## Notebook 1.4: Trends in Boyle temperatures

January 15, 2010All of those ugly, clunky-looking equations of state for real gases have to simplify to PV = nRT at very low pressure. It’s tempting to say that real gases behave like ideal gases under those conditions, but that isn’t quite right.

Even at pressures near zero, all of the properties of real gases won’t become ideal. In particular, any property that depends on the second (and higher) virial coefficient won’t necessarily converge to its ideal gas value as pressure drops. That convergence occurs only at the Boyle temperature, where the second virial coefficient is zero …as long as we assume all the higher order virial coefficients are zero, too. Usually that isn’t a bad assumption.

The Euler notebook posted below asks students to find the Boyle temperatures of noble gases from the van der Waals equation of state. They then critically examine trends in their calculated Boyle temperatures. The notebook introduces algebraic calculations with Maxima, including limits, differentiation, and equation solving.

To use the notebook:

- Download and install the Euler Math Toolbox.
- Cut and paste the code below into a plain text file.
- Save the file with an .en file extension.
- Double-click the file. It should open up in the Toolbox.

All of the notebooks in this series are specifically keyed to Atkins’ Physical Chemistry, 8th edition. Italics mark the items students had to fill in themselves.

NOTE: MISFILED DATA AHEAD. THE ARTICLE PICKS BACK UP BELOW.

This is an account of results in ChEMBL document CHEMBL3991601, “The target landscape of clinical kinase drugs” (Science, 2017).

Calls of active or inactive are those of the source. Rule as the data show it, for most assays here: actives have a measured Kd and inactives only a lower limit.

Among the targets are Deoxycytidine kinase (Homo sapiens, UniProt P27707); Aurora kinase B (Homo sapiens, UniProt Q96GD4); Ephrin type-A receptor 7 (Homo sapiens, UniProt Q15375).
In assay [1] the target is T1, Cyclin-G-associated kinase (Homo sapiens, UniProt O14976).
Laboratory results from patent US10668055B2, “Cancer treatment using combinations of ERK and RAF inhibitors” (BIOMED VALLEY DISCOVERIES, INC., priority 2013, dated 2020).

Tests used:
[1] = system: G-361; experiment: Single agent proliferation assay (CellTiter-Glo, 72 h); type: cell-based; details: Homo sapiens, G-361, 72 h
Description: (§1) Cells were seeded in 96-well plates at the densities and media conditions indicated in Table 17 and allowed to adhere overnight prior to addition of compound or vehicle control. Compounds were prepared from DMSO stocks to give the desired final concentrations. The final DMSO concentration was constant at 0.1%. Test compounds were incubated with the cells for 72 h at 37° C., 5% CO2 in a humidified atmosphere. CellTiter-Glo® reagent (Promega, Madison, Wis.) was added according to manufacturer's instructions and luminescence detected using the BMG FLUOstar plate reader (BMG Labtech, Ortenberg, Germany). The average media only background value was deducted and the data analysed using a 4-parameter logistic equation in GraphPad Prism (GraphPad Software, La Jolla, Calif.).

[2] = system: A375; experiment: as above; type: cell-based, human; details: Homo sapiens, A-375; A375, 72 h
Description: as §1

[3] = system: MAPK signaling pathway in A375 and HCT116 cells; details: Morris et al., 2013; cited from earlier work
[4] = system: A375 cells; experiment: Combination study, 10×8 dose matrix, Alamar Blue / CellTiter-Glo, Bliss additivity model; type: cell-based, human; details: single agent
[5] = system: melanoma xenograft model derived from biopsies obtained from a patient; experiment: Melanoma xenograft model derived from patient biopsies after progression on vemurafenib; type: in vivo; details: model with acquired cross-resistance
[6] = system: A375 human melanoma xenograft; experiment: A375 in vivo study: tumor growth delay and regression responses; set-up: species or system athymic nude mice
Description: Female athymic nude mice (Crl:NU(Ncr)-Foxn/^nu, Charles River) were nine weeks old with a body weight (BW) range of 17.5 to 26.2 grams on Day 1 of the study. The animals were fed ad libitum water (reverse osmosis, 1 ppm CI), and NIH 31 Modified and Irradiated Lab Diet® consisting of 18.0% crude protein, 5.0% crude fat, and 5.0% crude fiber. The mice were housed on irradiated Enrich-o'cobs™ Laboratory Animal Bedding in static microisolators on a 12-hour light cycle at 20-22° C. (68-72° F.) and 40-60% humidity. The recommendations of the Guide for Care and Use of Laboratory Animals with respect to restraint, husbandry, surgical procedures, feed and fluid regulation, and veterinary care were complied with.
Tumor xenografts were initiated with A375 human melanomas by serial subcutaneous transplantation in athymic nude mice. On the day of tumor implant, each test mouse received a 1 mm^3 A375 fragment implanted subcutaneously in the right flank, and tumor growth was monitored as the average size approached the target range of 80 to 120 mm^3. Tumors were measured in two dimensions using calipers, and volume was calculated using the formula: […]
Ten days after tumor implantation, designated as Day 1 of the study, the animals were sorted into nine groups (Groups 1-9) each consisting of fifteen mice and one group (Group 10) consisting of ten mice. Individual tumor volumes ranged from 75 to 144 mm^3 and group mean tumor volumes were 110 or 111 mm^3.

—————————-snip here——————————————— Notebook 1.4: Boyle Temperatures of Noble Gases % % In this notebook, we'll use Euler's symbolic math capabilities to % derive an expression for the Boyle temperature in terms of the % van der Waals constants a and b. You'll then use this expression % to try to discover periodic trends in the Boyle temperature. % % We can derive algebraic expressions in a notebook using Euler. % Symbolic algebra and calculus can be done with a software package % called Maxima which is built into Euler. We can talk to Maxima % directly by typing a colon (':') after the '>' prompt. % For example, here is the van der Waals equation in Maxima: % >: (P+a/V^2)*(V-b)=R*T a (-- + P) (V - b) = R T 2 V % % If you forget to type : after the > prompt, the command gets % sent to Euler, not to Maxima. Euler will give you an error % message (because it can't compute a result unless you assign numbers % to each variable). % % It's useful to name equations, variables, and expressions so % we don't have to type them over and over again. Maxima lets us % type a name (say, 'vdw') followed by a colon to name an % expression: % >: vdw : (P+a/V^2)*(V-b)=R*T a (-- + P) (V - b) = R T 2 V % % Use a colon to set a name, not an equal sign- you can see % from the previous line that '=' means equality, not assignment! % % Now we can just type vdw when we want the van der Waals equation: % >: vdw a (-- + P) (V - b) = R T 2 V % % We can make substitutions in the equation using the at() function, % which looks like at(expression,[conditions]). For example, to see % that the van der Waals equation is the ideal gas % equation when a and b are zero, we could type % >: at(vdw,[a=0,b=0]) P V = R T % % To solve an equation in Maxima, type solve(equation,x), where % equation is the equation you want to solve and x is the variable % to solve for. For example, to solve the equation % 2*x^2 + 3*x + 1 = 0 for x, you could type % >: solve(2*x^2 + 3*x + 1 = 0, x) 1 [x = - -, x = - 1] 2 % % Notice that the result is an array; there are two % solutions to this quadratic equation. % % To solve the van der Waals equation for P, you could type % >: solve(vdw,P) 2 R T V - a V + a b [P = ------------------] 3 2 V - b V % % Notice that solve returns an array of solutions - even when % there is only one solution, as is the case here. We can % extract the % solution from the array by putting a subscript % 1 (which is written as [1]) after solve: % >: solve(vdw,P)[1] 2 R T V - a V + a b P = ------------------ 3 2 V - b V % % The square brackets are gone. Suppose we're just interested % in the right hand side of this equation. We can use % Maxima's rhs function to extract the right hand side: % >: Pvdw : rhs(solve(vdw,P)[1]) 2 R T V - a V + a b ------------------ 3 2 V - b V % % This doesn't look like equation 1.21a from the textbook- % but it is! You can check to see that Pvdw really is % equivalent to R*T/(V-b) - a/V^2 by typing % >: is(equal(Pvdw, R*T/(V-b) - a/V^2)) true % % Maxima reports and uses expressions in the form of rational polynomials % (ratios of polynomials). As physical chemists, we would rather % write expressions broken into separate terms that have some physical % meaning. % % Maxima can rearrange or simplify the expression, but we have to % tell it what we want. Here, the partfrac() function can be used. % The call looks like partfrac(expression,x) where the expression % is expanded into fractions with powers of x in the denominator. % Here we can use % >: partfrac(Pvdw,V) R T a ----- - -- V - b 2 V % % which is exactly how the textbook writes the van der Waals % equation. % % We can also check to see if Pvdw is correct by seeing that Pvdw % becomes equal to Pideal as V approaches infinity (which is typed % as 'inf' in Maxima). To calculate the limit of y as x approaches % a, type limit(y,x,a). If you enter >: limit(Pvdw,V,inf) Is R T positive, negative, or zero? >: positive 0 % Maxima asks whether RT is positive, negative, or zero, and % you must answer to get the limit. (When you answer, type : after % the prompt, or the answer goes to Euler, not to Maxima) % Maxima then tells us that % Pvdw approaches 0 as V approaches infinity, which isn't the same % as saying it approaches Pideal. Instead, we can define Pideal % and see whether Pideal/Pvdw approaches 1 as V approaches infinity: % >: Pideal : R*T/V R T --- V >: limit(Pideal/Pvdw,V,inf) 1 % We can also check derivatives of Pvdw this way. As Pvdw approaches % Pideal, all of the derivatives of Pvdw should approach corresponding % derivatives of Pideal. % % It's easy to calculate derivatives in Maxima. The derivative of %%y with respect to x would be typed diff(y,x). To calculate the % derivative of Pvdw with respect to V, we can type >: dPdV_vdw : diff(Pvdw,V) 2 2 2 R T V - a (3 V - 2 b V) (R T V - a V + a b) ----------- - ----------------------------------- 3 2 3 2 2 V - b V (V - b V ) % In the space below, calculate the derivative of Pideal with respect % to V and name it dPdV_ideal. %>: dPdV_ideal : diff(Pideal,V)R T - --- 2 V % In the space below, show that dP/dV for a van der Waals gas approaches % dP/dV for an ideal gas as V approaches infinity. %>: limit(dPdV_ideal/dPdV_vdw,V,inf) 1% % ---------------------------------------------------------------- % % Now let's derive an exptression for the Boyle temperature of a % van der Waals gas. Our approach will be to: %%1. Calculate dZ/d(1/V) for a van der Waals gas. %%2. Calculate B as the limit of dZ/d(1/V) as V approaches %%infinity. %%3. Find the Boyle temperature as the the temperature where %%B = 0. % % In the space below, calculate the compressibility factor for a % van der Waals gas and call it Z_vdw. %>: Z_vdw : Pvdw*V/(R*T)2 V (R T V - a V + a b) ---------------------- 3 2 R T (V - b V ) % In the space below, calculate the derivative of Z with respect % to V, and call it dZdV. %>: dZdV : diff(Z_vdw,V)2 R T V - a V + a b V (2 R T V - a) ------------------ + --------------- 3 2 3 2 R T (V - b V ) R T (V - b V ) 2 2 V (3 V - 2 b V) (R T V - a V + a b) - ------------------------------------- 3 2 2 R T (V - b V ) % In the space below, calculate the derivative dZ/d(1/V) and call % it dZd1V. HINT: dy/dx = -(dy/dz)/(dx/dz). %>: dZd1V : -dZdV/diff(1/V,V)2 2 R T V - a V + a b V (2 R T V - a) - V (- ------------------ - --------------- 3 2 3 2 R T (V - b V ) R T (V - b V ) 2 2 V (3 V - 2 b V) (R T V - a V + a b) + -------------------------------------) 3 2 2 R T (V - b V ) % In the space below, calculate B as the limit of dZ/d(1/V) as V % approaches infinity. Name it B. %>: B : limit(dZd1V,V,inf)b R T - a - --------- R T % In the space below, calculate the Boyle temperature as the temperature % where B = 0. Call the Boyle temperature TB. %>: TB: rhs(solve(B=0,T)[1])a --- b R % Now let's see how well this equation works by looking at trends % in Boyle temperature for the noble gases. Because we'll be calculating % numbers and making graphs, we'll switch from Maxima back to Euler. % % In the space below, define arrays a and b that contain the van % der Waals constants for the noble gases He, Ne, Ar, Kr, and Xe, % in that order. Take the numbers from Atkins Table 1.6 in the Data % Section at the end of the book. %>a = [0.0341,0.205,1.337,5.125,4.137]; >b = [2.38e-2,1.67e-2,3.20e-2,1.06e-2,5.16e-2];% In the space below, assign R in units consistent with the units % for a and b. %>R = 0.082059;% Next we will calculate an array of predicted Boyle temperatures % for the noble gases, using the formula we derived in Maxima. Although % the formula is so simple that it's easy to just retype it in Euler, % let's see how you would move equations and expressions from Maxima % into Euler. % % The Euler function mxm() returns a named object in Maxima as a % text string: % >mxm("TB") a/(b*R) % % To evaluate a text string in Euler, use the evaluate() function: % >TB = evaluate(mxm("TB")) 17.46027991133 149.5929648399 509.1610914098 5891.987058552 977.0338245001 % % In the space below, plot the Boyle temperatures on the y axis % with atomic number on the x axis. Insert the plot into this notebook. % As always, title the plot and label the axes.>atomicnumber = [2,10,18,36,54]; >plot2d(atomicnumber,TB); >title("Boyle Temperature Trend for the Noble Gases"); >xlabel("Atomic Number"); >ylabel("Boyle Temperature (K)"); >insimg;% % We'd expect the Boyle temperature to increase with increasing % intermolecular attraction (a) and with decreasing molecular volume % (b), so it's conceivable that the Boyle temperature might gradually % rise and then fall going from He to Xe- but the huge spike in % Boyle temperature at Kr is hard to miss. Either something is wrong % with the data or calculations, or we have discovered something % interesting about Kr. % % In the space below, draw the plot again, but this time use van % der Waals parameters from some other source (such as the CRC handbook).>a = [0.03412,0.2107,1.345,2.318,4.194]; >b = [2.37e-2,1.709e-2,3.219e-2,3.78e-2,5.105e-2]; >TB = a/(b*R); >plot2d(atomicnumber,TB); >title("Boyle Temperature Trend for the Noble Gases"); >xlabel("Atomic Number"); >ylabel("Boyle Temperature (K)"); >insimg;% % The moral of this last plot is: always double-check data points % that don't fit the pattern implied by the rest of the data. Discordant % points indicate either an error or an interesting discovery. % % The little cusp at Ar is interesting. To see if it's real, add % a curve that shows the true Boyle temperatures as a thicker line % on the plot. Insert the plot into this notebook again in the space % below. %>TB = [22.64,122.1,411.5,575,768]; >plot2d(atomicnumber,TB,add=1,thickness=2); insimg;% % Explain the deviation between the true and van der Waals Boyle % temperatures in terms of intermolecular forces. Does the van der % Waals equation overestimate or underestimate the strength of intermolecular % attractions? % %ANSWER: The equation for the Boyle temperature we derived above % shows that the larger a is, the higher the Boyle temperature will % be. This suggests that the that the stronger intermolecular attractions % are, the higher the Boyle temperature must be. % % However the van der Waals predictions of the Boyle temperature % are too high. That suggests that the van der Waals equation overestimates % the strength of intermolecular attractions.% —————————-snip here———————————————